Inflation, geopolitical issues and poor markets have urged VCs such as Sequoia and Lightspeed to warn tech leaders to prepare for the worst.
Prominent Silicon Valley VC firms and start-up accelerators such as Sequoia, Lightspeed and Y Combinator have issued stark warnings to founders and leaders to brace themselves for an economic downturn in the tech industry.
Inflation, the war in Ukraine and poor market performance have all been cited as factors behind what Sequoia called a “crucible moment” in venture capital, as first reported by The Information.
The VC giant – which is famous for making early bets on Google, Apple and WhatsApp – issued its warning to tech founders in a recent 52-slide presentation called Adapting to Endure, reminiscent to its RIP Good Times presentation during the 2008 financial crash.
Sequoia hasn’t always been right in predicting the impact of downturns, however. In 2020, the VC firm presented another warning titled Coronavirus: The Black Swan of 2020, urging founders and CEOs to brace themselves for turbulence. Instead, many companies benefitted from a tech boom.
This time, however, Sequoia has urged founders not to expect a speedy economic recovery like the one during the pandemic because the monetary and fiscal policy tools that propelled that bounce-back “have been exhausted”, The Information reported.
“Don’t view [cuts] as a negative, but as a way to conserve cash and run faster,” it suggested.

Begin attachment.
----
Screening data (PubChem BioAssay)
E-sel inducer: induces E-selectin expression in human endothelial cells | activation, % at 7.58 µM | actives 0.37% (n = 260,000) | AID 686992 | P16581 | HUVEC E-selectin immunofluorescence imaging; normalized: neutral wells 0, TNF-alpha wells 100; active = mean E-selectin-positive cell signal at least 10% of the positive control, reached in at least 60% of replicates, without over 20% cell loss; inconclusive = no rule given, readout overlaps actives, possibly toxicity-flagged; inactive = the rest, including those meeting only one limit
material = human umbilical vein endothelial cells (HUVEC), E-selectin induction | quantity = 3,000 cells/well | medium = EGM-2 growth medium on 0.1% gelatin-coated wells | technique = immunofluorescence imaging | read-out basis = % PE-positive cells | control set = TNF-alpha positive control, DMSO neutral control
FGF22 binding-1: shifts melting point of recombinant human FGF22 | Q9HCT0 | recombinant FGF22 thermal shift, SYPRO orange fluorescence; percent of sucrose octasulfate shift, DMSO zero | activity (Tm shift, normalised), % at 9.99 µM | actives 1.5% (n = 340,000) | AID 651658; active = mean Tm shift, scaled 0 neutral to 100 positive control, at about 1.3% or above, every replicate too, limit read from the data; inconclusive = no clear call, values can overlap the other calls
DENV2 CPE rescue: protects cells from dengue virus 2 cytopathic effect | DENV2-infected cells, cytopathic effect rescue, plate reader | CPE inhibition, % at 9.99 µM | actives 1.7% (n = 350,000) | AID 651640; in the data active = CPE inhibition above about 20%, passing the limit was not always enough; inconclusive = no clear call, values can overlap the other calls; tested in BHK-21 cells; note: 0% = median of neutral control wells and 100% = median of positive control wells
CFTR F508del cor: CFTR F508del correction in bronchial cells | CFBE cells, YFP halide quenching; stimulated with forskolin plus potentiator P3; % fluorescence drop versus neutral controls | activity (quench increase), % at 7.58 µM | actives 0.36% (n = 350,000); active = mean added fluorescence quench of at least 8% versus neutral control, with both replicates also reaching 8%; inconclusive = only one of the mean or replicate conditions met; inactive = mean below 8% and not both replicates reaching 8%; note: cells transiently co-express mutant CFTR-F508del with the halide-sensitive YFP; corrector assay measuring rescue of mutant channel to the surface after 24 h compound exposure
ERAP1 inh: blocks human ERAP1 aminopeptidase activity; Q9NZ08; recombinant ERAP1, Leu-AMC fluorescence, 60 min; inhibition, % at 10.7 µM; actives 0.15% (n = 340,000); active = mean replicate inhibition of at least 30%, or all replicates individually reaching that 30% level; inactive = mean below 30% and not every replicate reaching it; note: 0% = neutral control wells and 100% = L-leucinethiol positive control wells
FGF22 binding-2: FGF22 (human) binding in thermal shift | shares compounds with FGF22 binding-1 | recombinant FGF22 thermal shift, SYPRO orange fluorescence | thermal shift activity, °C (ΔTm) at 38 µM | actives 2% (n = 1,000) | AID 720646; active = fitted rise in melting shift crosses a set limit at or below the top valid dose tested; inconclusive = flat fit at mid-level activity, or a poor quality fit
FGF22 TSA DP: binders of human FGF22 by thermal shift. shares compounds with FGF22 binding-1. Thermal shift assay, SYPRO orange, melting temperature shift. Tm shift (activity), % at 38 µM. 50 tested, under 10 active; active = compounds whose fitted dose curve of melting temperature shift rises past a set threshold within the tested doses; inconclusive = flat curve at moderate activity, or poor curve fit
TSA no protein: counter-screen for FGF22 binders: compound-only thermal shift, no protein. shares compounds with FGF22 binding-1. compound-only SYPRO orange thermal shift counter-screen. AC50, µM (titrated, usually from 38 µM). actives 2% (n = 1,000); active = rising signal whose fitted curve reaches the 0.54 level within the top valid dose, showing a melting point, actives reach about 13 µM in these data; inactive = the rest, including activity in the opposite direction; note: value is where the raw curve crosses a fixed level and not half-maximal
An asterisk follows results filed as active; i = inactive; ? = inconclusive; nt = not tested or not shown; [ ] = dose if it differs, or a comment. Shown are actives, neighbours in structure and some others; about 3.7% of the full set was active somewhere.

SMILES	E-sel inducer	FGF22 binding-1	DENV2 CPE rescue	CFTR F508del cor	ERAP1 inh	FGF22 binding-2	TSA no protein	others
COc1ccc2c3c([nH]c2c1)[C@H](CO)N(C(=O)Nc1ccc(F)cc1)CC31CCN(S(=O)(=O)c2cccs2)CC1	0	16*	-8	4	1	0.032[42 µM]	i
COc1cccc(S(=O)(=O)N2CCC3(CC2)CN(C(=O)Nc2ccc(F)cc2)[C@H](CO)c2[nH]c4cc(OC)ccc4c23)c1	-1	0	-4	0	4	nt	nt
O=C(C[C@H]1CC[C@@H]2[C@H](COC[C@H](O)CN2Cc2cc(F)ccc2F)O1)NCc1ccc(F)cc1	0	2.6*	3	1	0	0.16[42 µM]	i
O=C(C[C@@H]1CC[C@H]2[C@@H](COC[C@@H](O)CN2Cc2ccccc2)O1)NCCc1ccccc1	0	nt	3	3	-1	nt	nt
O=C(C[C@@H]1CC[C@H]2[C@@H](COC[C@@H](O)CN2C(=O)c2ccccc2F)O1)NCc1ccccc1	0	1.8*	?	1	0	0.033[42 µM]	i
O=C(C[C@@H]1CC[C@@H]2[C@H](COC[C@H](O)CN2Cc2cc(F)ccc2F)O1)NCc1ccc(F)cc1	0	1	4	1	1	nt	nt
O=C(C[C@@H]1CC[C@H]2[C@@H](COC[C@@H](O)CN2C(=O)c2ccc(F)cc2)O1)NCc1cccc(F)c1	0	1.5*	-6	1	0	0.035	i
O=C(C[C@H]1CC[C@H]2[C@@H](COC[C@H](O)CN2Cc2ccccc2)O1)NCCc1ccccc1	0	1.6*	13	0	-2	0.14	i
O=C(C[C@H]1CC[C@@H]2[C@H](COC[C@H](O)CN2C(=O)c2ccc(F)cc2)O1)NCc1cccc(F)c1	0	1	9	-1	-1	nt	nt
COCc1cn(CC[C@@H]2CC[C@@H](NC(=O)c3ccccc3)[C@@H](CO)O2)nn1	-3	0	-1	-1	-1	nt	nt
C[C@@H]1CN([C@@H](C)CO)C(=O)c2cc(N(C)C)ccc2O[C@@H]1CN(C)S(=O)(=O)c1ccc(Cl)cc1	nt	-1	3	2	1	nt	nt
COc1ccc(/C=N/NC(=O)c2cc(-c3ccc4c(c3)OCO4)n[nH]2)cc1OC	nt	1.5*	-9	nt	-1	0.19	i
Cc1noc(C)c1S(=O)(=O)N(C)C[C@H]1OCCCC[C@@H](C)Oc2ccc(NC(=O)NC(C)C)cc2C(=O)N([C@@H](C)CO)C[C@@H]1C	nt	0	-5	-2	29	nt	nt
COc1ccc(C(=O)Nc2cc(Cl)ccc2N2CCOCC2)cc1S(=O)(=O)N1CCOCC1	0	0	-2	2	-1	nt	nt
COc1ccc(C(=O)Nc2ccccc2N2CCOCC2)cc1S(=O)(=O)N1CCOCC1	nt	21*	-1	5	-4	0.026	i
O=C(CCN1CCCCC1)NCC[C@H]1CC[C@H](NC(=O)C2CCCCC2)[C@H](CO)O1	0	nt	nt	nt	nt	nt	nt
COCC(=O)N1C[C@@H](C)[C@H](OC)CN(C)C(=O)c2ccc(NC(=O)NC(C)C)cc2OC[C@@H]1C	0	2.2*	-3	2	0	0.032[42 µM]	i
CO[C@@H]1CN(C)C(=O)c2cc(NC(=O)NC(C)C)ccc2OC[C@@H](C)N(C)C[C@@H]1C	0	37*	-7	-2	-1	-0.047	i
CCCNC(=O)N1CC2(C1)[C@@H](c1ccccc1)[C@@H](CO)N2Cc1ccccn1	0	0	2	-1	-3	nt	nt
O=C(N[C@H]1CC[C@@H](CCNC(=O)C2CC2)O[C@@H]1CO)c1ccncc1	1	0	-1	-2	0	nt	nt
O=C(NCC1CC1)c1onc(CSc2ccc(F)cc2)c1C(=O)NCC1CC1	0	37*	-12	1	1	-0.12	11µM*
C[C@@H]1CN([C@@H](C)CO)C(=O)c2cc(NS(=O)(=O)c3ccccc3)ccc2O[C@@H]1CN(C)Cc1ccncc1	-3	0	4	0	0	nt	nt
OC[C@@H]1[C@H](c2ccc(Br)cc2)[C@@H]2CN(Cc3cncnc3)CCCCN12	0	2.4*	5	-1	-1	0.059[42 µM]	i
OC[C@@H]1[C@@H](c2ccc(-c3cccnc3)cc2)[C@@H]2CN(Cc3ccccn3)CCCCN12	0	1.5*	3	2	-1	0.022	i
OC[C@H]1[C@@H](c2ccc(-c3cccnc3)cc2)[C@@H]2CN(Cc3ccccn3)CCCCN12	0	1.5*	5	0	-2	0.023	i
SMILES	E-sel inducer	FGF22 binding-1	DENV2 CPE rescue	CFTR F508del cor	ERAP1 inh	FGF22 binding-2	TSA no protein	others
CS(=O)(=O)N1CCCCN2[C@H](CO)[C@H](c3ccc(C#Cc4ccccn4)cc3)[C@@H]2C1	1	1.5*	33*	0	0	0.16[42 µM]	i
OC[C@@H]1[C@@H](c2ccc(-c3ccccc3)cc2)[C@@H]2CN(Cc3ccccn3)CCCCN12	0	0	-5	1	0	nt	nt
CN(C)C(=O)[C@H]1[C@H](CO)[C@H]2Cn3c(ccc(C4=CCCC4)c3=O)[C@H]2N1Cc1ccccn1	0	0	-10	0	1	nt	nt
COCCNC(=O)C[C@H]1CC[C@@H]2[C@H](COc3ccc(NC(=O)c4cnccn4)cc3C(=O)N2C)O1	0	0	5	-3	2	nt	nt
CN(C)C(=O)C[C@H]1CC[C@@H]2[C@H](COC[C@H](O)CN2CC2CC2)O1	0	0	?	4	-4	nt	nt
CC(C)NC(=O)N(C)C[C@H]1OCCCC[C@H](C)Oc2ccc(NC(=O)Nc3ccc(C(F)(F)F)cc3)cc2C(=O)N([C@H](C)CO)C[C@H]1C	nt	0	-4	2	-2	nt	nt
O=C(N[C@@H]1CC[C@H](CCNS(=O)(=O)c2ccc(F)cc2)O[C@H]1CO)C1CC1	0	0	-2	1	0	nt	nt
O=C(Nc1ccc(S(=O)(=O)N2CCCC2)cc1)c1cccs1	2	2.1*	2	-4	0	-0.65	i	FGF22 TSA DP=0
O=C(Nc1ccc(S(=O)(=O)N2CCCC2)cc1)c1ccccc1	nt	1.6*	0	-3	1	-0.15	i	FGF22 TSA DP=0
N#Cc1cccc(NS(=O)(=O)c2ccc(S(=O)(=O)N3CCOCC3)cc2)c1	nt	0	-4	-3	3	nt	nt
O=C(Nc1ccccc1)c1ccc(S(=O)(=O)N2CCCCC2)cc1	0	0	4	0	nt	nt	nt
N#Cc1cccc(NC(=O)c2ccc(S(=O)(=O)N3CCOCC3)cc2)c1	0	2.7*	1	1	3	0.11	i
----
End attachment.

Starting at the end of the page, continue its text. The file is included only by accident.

Earlier this month, Lightspeed Venture Partners, another big VC firm that has backed companies including social platform Snap and crypto exchange FTX, wrote in a blogpost that the “boom times of the last decade are unambiguously over”.
Y Combinator, the tech accelerator that has helped Airbnb and Stripe find their feet, told founders in an email shared on Twitter that things “don’t look good” and that the safe move is “to plan for the worst”.
“If the current situation is as bad as the last two economic downturns, the best way to prepare is to cut costs and extend your runway within the next 30 days.” The accelerator has also posted a video on how to save a start-up during an economic downturn.
The Nasdaq is down around 25pc from its all-time high in November, according to The Wall Street Journal, while Japan’s SoftBank Group recently reported a $26.2bn loss in its Vision Fund investment arm following plummeting valuations of portfolio tech companies.
These warnings come as several European tech unicorns have been laying off staff to cut costs. Last week, Swedish fintech Klarna said it will lay off 10pc of its employees, while grocery delivery start-up Gorillas said it was cutting its office workforce in half.
Bolt, the one-click checkout unicorn based in San Francisco, also plans to lay off about 250 people – roughly one-third of its workforce – according to Bloomberg. This comes just months after a $355m funding round gave the fintech an $11bn valuation.
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